“I finally made it, Mama.”
Not that you care that I did,
because you always claim that you were behind me from the start
but is that true?
I bet you forgot about all of your druken stuppors that happened
not once in awhile,
but every single night,
and on the bad nights you would yell until your throat was sore,
Claiming that, “you will never make it.
you won’t ever go to college.
you won’t be able to get out of this hell hole.”
I made it.
And for the record,
I’m not mad at you for spending all of our government funds on those bottles of vodka,
I’m not mad that you chose to spend countless hours at that ratty old tavern every night,
I’m not mad that you never came to my games or paid attention to my grades,
I’m mostly sad,
and in the strangest way,
happy with it all.
I wear these scars as battle wounds,
To show that I am proud of where I came from.
I wouldn’t be who I am without the constant trials that I was plauged with,
I wouldn’t be who I am without the requirement of being completely independent by the age of ten.
I’m sad that you never realized what you missed because you were so concerned with finding the bottom of that bottle,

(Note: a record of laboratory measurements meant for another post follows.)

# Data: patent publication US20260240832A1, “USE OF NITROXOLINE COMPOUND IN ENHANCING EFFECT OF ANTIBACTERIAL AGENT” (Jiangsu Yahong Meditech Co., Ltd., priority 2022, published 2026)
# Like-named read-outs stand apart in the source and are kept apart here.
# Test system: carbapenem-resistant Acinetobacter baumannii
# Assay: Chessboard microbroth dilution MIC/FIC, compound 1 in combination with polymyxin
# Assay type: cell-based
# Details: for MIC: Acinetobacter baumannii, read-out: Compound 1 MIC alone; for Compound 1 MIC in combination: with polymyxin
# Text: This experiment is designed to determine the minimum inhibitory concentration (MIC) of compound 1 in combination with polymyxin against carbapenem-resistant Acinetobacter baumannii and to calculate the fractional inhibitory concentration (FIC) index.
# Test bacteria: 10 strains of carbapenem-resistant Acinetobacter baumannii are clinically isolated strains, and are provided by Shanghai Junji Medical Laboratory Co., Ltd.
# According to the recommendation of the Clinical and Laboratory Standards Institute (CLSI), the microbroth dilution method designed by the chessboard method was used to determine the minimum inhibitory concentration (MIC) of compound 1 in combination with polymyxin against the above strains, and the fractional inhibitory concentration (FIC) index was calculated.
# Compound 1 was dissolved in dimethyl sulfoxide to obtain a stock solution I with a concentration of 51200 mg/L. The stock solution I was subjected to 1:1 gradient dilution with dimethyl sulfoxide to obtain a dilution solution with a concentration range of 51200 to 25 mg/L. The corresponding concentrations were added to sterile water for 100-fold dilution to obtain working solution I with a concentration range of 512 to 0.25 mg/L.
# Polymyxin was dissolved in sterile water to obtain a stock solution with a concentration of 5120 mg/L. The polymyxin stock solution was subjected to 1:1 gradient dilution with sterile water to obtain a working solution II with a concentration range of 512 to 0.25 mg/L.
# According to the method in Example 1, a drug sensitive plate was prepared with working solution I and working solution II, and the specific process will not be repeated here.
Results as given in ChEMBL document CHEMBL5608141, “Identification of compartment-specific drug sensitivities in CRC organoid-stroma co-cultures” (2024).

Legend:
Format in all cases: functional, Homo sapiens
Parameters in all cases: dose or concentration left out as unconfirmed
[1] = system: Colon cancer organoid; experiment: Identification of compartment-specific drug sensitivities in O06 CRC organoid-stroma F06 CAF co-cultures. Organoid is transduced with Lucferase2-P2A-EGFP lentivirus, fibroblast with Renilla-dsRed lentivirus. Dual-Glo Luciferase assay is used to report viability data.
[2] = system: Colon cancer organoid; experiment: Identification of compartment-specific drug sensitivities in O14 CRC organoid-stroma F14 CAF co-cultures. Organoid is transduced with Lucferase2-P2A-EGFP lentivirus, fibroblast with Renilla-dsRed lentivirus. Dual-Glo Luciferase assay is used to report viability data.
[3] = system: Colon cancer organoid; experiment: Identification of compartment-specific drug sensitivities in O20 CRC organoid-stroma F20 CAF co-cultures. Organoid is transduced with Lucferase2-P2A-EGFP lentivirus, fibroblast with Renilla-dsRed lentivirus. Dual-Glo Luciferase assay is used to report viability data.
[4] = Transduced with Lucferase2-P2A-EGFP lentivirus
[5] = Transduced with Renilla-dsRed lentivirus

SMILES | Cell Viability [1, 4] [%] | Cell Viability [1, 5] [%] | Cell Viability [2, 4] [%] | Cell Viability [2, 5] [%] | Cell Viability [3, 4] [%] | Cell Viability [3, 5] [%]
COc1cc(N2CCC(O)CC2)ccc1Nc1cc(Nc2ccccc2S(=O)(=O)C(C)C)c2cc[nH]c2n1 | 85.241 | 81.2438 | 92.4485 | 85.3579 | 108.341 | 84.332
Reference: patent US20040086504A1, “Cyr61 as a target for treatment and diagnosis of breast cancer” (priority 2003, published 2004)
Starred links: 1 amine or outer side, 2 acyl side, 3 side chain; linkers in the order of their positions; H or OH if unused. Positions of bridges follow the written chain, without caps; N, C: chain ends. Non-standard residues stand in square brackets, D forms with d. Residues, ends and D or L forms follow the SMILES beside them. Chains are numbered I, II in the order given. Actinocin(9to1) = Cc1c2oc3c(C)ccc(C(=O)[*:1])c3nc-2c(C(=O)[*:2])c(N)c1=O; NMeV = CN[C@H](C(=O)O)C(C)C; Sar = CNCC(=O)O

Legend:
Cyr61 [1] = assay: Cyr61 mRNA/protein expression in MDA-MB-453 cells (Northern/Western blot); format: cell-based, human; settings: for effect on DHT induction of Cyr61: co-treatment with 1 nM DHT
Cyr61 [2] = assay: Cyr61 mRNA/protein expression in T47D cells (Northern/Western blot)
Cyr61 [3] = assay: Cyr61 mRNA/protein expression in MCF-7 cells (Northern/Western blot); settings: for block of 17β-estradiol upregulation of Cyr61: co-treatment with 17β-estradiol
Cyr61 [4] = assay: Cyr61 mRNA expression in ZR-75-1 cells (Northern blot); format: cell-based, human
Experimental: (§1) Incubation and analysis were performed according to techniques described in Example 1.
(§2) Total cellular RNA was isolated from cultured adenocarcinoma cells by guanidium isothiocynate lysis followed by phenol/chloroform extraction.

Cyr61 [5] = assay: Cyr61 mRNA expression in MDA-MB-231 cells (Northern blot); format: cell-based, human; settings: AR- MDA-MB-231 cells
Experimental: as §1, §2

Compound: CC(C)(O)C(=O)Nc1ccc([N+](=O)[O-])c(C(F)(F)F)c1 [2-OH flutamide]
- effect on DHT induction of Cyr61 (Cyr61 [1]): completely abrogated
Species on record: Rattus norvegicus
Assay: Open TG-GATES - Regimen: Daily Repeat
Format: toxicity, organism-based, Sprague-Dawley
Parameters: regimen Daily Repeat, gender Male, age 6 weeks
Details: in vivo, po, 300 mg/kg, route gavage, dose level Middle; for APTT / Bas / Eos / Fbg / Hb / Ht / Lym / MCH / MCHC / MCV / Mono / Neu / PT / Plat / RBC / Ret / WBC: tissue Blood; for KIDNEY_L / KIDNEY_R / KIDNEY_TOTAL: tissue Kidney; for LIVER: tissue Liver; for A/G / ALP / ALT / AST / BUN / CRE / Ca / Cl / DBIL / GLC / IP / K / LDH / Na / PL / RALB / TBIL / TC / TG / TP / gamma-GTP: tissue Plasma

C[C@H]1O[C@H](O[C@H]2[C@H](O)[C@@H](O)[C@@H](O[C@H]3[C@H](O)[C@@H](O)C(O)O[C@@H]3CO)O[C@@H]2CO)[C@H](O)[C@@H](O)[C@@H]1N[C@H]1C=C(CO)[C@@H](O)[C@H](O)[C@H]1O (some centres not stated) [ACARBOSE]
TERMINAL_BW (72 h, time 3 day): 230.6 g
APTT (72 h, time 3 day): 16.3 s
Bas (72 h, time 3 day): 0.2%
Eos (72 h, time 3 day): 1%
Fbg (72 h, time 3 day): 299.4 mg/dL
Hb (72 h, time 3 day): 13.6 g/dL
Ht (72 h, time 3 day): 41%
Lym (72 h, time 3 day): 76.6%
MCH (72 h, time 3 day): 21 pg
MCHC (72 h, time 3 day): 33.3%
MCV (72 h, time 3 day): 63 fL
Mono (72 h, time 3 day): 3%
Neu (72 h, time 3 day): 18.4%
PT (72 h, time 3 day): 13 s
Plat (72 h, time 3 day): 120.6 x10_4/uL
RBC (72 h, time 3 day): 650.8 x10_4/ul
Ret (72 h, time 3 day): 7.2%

And even now when you’ve lost it all,
Even when you’ve had time to reflect,
You still don’t even see that
you missed it.
You missed out on the key moments of my life.
When I find time to reminisce, I usually find myself alone in those memories,
because you just weren’t there.
I still have some hurt left that I need to redeem, but I do forgive you.
Every last thing that you did to me,
I forgive every single word that you would sling at me.
The unmentionable utters that should have never been muttered,
especially to your own daughter.
I cast that away from me,
From these cities to the slums,
I forgive what you have done.
Not because I am great or mighty,
but because I serve the One who is.
I lift up praises and thanks because He made a way,
and the story that was written did not go to waste.
Mama, I made it.
And I hope that one day,
you can make it too.